Bridging Continents: Meet Shuhui Yang

May 22, 2024

Q&A: For Asian American and Pacific Islander Heritage Month, we’re spotlighting Shuhui Yang, E.I.T., a Project Manager helping the Georgia Department of Transportation (GDOT) manage a range of local, government-administered infrastructure projects.

Where did you live before moving to the United States for college?

I’m from Jinan, in the Shandong province of China.

What led you to join Atlas?

My path to Atlas began after I completed my master’s in environmental engineering at the University of Colorado, Boulder. A friend recommended the company, praising its inclusive environment and the kindness of its employees. This seemed like the perfect place to apply my skills and continue growing professionally.

Why did you choose to study engineering?

Interestingly, my major was chosen with a little help from a fortuneteller, as per my mom’s suggestion, who foresaw water playing a significant role in my success. My interest in physics, chemistry, and biology also steered me towards environmental engineering.

How has your heritage influenced your career in engineering and project management?

Growing up in China, I learned the value of hard work and respect, which I integrate into my professional life. Though I’m known to describe myself as ‘not the most confident,’ my mentor, Felecia [Basolo], has been incredibly supportive, helping me realize my worth and contributions to the team.

Why was Atlas’ commitment to inclusion and diversity important in your decision to join?

Working in a friendly and inclusive environment makes daily interactions and overall life much easier. It’s important to me to be part of a company where collaboration and respect are valued.

From your perspective, why are diversity, equity, and inclusion important in engineering?

In engineering, you can’t work in isolation; collaboration is key. Working with approachable colleagues who are willing to help and answer questions fosters a productive environment that is conducive to project success.

Can you describe your role as a project manager?

This position is responsible for ensuring timely completion and quality control of engineering projects such as the construction and maintenance of shared use paths, roadway improvements, pedestrian bridges, streetscaping, and signalizing intersection upgrades.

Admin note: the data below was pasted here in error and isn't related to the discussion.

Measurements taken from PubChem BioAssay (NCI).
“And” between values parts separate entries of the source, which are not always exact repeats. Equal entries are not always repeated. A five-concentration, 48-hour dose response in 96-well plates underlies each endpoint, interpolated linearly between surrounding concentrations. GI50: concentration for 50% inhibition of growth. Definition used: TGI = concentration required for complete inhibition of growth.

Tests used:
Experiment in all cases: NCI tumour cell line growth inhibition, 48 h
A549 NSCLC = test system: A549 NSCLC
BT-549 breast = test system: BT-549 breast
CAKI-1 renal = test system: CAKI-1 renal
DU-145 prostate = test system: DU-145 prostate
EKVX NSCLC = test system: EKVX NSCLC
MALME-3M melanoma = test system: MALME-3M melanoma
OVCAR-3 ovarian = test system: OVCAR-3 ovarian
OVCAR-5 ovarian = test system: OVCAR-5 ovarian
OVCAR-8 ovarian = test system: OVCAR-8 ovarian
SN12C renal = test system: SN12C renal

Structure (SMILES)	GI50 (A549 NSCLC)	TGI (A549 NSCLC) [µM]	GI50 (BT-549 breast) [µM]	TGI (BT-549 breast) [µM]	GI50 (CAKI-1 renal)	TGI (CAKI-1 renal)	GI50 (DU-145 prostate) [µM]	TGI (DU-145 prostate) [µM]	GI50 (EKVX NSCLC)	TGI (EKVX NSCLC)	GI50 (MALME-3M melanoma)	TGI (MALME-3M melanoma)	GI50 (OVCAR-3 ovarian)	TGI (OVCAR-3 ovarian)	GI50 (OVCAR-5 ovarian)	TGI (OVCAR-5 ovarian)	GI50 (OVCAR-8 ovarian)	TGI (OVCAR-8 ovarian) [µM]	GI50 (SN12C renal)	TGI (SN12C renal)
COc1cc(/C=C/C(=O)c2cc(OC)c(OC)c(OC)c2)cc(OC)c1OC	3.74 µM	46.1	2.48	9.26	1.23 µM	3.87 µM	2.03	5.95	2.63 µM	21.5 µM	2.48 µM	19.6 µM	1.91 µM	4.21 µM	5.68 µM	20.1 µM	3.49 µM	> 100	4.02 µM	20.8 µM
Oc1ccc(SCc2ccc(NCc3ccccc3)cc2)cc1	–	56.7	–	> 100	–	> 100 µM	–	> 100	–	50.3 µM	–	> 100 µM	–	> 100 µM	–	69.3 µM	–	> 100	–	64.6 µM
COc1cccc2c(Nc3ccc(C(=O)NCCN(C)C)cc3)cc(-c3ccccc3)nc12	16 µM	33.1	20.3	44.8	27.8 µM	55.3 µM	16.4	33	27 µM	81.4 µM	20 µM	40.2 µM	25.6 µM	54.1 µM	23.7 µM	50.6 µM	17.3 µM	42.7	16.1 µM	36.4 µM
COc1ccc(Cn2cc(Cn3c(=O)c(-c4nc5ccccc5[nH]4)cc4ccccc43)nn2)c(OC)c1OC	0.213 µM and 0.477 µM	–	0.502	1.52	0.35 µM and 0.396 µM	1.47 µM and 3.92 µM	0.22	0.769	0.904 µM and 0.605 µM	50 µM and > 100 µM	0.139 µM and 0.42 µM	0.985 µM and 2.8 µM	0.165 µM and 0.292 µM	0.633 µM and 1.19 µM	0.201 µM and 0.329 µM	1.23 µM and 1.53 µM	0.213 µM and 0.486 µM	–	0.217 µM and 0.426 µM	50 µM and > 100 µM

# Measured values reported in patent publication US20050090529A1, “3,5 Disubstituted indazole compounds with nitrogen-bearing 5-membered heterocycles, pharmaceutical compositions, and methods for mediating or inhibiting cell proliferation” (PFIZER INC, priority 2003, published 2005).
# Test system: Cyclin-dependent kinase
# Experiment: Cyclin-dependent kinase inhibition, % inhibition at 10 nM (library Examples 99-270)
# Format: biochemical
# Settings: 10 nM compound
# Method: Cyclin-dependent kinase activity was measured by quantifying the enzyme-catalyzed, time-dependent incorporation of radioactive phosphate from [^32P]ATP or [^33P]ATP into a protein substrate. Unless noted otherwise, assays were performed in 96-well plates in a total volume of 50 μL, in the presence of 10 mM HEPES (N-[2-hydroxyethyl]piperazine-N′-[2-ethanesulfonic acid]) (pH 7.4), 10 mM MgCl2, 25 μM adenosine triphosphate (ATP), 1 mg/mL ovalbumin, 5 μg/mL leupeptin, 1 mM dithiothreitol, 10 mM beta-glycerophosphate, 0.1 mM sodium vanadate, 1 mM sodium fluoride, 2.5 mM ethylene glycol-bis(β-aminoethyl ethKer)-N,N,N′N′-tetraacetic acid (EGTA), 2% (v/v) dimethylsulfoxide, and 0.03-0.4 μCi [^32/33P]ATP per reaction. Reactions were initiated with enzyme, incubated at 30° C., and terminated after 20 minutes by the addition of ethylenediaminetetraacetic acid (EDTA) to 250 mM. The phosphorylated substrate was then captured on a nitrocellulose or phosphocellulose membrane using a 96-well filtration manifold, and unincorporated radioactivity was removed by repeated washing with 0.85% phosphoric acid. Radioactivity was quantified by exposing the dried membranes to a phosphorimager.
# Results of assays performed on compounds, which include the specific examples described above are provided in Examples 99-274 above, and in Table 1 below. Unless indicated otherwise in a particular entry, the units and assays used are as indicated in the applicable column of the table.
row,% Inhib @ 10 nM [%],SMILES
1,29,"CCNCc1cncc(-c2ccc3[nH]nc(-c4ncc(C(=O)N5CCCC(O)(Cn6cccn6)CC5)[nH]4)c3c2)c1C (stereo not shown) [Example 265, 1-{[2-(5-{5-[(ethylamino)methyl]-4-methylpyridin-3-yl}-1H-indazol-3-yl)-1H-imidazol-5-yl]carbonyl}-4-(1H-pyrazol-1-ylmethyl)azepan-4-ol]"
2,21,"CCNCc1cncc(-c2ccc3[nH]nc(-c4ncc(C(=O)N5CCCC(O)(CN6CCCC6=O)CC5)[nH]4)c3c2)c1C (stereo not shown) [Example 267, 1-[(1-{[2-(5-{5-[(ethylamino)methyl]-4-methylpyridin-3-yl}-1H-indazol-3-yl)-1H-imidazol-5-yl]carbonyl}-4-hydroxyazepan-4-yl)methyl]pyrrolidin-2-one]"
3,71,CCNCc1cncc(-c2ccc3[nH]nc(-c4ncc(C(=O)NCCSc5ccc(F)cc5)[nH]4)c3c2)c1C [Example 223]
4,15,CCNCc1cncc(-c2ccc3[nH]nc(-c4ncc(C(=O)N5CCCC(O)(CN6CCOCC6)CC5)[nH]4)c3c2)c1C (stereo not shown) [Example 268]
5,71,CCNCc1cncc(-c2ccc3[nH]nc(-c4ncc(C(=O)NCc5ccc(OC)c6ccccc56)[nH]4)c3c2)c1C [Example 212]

Responsibilities include verifying compliance with industry standards at the local, state, and federal levels in addition to monitoring impacts to scope, schedule, and budget. Monthly presentations of project status are required at the state and local level in both internal and external audiences.

Currently, I’m managing eight projects. It’s a role where I’m constantly learning and adapting.

What advice would you give to young Asian-American engineers?

Be proud of your heritage and don’t hesitate to voice your ideas. Confidence is key, and embracing your cultural background can enrich your professional experience.

Are we doing enough to support Asian American voices in our field?

While there have been efforts, there’s always room for improvement. Simple initiatives like cultural appreciation days or sharing stories and customs from different countries can enhance understanding and inclusivity.

Why do you think food plays a significant role in cultural exchange?

Food is deeply embedded in Chinese culture, and for me, cooking Chinese dishes is a way to connect with my roots. It’s also a fantastic medium for sharing and experiencing different cultures, especially in a diverse place like Duluth, GA, where Chinese cuisine and ingredients are readily accessible.


Shuhui Yang specializes in environmental engineering, focusing on water quality and groundwater modeling. With a lifelong interest in the sciences, she has committed her academic and professional life to advancing understanding of hazardous aromatic organics in groundwater. At the University of Colorado Boulder, Shuhui excelled in using R (programming language) for data analysis and ArcGIS Pro for spatial analysis, making significant contributions to a comprehensive, water quality database review of over 800,000 samples.

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